Batyste: I read the book in high school. When I first started on the film, we were given the book and an actual bag of marbles. I was really taken by the graphic novel. I couldn't really imagine how they would turn the book into a movie, but it really is such a beautiful story. Like Dorian said, I don't think I could have been capable of what Maurice and Joseph had to do.

Q: WHAT WAS YOUR REACTION WHILE READING THE SCRIPT?

Dorian: I felt that the script was really close to the actual book. For the movie, we added a bit of action, thriller, and complications, and love, and each aspect brought a special, personal touch to the film.

Batyste: I automatically understood the work that had to be done. And I knew that it was going to be hard. The script was really touching.

Q: CAN YOU TELL US YOUR INTERPRETATION OF THE FILM?

Dorian: It's a story about Joseph Joffo and his brother, Maurice, and their travels through France to get to the safe zone during World War II. Both of them will have to take difficult paths to get there. They meet nice people and people they should stay away from. And then, all of a sudden, everything changes when they find out that the Germans are taking over the safe zone.

Joseph and Maurice could be taken at any moment, so they try their best to hide. To be able to have some kind of stability, Maurice finds a job in a restaurant and Joseph lives with a family of booksellers and sells newspapers in return. When the Americans arrive in France, the Germans leave and the boys are free again. At the end, Joseph wants to tell Françoise, the booksellers' daughter, that he loves her, but it's too late.

Batyste: The story is about two young, Jewish boys who live in Paris with their family. When the time came for all of the Jewish community to wear the Star of David, Joseph and Maurice become victims of extreme bullying at school. Their parents beg them to flee and go to the safe zone to be free. They thought it was the best solution. Joseph and Maurice go back to Nice where their older brothers are. The parents also manage to find them. But once the Germans storm the south, the family has to separate again. One day, when they go out with Ferdinand, they're stopped by the Germans and tortured.

They only managed to escape once a priest intervenes and sets them free. They get back on their path and they end up in a village where both of the brothers find jobs.

Q: TALK TO ME ABOUT YOUR CHARACTERS.

Dorian: The two boys are very brave and smart. Joseph left his bag of marbles behind, kind of foreshadowing that he's leaving his old life behind. He's a lot younger than Maurice but somehow finds the courage to keep up with him. Across the story, he grows, gets stronger, and changes.

Batyste: Maurice takes advantage of his understanding of the situation and the risks of the war. His main focus is to protect his brother and make sure everything is safe. He's the leader. He grows too but from the start, he knew that he was going to face extreme difficulties such as: the separation with his family, the risk of being stopped by the Germans, the exhaustion, hunger, tiredness, traps to avoid, gun violence... Joseph is the youngest, so less weary and less careful.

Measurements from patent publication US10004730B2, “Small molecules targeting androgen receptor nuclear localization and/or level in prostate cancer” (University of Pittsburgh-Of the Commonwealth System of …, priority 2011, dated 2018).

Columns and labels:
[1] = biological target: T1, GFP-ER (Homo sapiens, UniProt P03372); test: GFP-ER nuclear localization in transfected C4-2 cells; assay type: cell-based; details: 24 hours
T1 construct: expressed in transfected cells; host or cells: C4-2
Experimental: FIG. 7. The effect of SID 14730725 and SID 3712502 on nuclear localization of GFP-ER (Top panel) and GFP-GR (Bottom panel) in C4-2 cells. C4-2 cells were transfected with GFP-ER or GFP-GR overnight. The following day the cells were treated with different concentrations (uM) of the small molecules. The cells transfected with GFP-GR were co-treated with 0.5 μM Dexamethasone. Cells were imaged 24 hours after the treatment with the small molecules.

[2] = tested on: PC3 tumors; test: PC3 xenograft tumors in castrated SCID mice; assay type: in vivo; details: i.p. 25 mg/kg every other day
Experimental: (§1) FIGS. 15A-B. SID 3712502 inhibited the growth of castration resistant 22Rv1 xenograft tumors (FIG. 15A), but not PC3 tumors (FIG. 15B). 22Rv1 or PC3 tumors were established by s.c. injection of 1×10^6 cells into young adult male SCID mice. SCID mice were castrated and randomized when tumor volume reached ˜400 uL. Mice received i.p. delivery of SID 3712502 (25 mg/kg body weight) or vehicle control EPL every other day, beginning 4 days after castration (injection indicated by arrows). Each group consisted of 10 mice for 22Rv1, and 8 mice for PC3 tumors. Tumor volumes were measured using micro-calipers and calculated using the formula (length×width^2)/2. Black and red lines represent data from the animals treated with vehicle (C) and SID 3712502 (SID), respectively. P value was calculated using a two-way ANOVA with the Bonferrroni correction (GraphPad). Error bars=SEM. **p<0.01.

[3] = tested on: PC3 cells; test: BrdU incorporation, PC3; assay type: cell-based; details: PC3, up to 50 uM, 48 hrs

Q: TO YOU, DO THEY CARRY THEIR FATHER'S COURAGE? FROM HIS EXPERIENCE?

Dorian: Yes, definitely from their father, very dignified and proud of his origins, which give the boys an enormous amount of courage. Joseph and Maurice learned everything from their father, they learned how to have endurance and to not give up. When they're tortured by the Germans, the brothers end up changing a lot. They understand how serious this is and they can't let their guard down.

Q: HOW WAS IT WORKING WITH CHRISTIAN DUGUAY?

Dorian: When we're on set, I never really focused on the camera and focused more on my role. I didn't really think as Dorian, I thought as Joseph Joffo. Thanks to Christian's advice, we were really able to get into character and really feel their emotions. And when the real emotions come forth, that's when it becomes magic.

Batyste: Christian didn't put too much pressure on us, he pushed us to be our best and to get in touch with our deepest emotions. He was always behind us, positively encouraging us. He was looking to see if we were ready to harness authentic emotion.

Q: HOW DID YOU FLIM THE SCENE WITH THE SLAP?

Dorian: It was the last emotional scene that we filmed. I was totally immersed in the subject and in the sequence. I knew what was going to happen since I had just shot all the other scenes. I knew exactly which emotion I had to put forth.

Q: HOW WAS THE MEETING WITH JOSEPH JOFFO?

Dorian: I met him in Nice. We got along very well. He encouraged me and told me ''you, you're a good kid and you actually look like me a lot!'' It gave me a little bit of a ''boost'' for the emotional scenes.

Batyste: I was excited and also nervous. I would often place myself in his shoes, the story is so strong and emotional. I remember one time he told me, ''I hope you’ll be as strong as Maurice!'' It kind of put some pressure on me.

Q: WHAT DO YOU WISH TO TELL KIDS YOUR AGE ABOUT THE HISTORY OF THE MOVIE?

Dorian: We see in the film that we deported many Jewish citizens but also other people as well. This film is a wake-up call to those and reminds people that at this period bombs were dropping all the time and we could die at any second.

Our teachers aren't always the best source at teaching history, wars, past events... Sometimes, we get bored in class and we don't really feel like learning... If we were really into history, we'd be able to care more about it. So, the movie really allows us to learn and care.

Batyste: We studied the Shoah at school, but we never really got into the personal stories of the lives involved. With the movie, we realize how much the Jewish community suffered. It's a film that really inspires and makes you realize what happened during the war families were separated, tortured, mass shootings by the Resistance, kids that were hiding, the terror of being found and killed. If I tell my friends to watch it, it's to make them realize the horror of this war.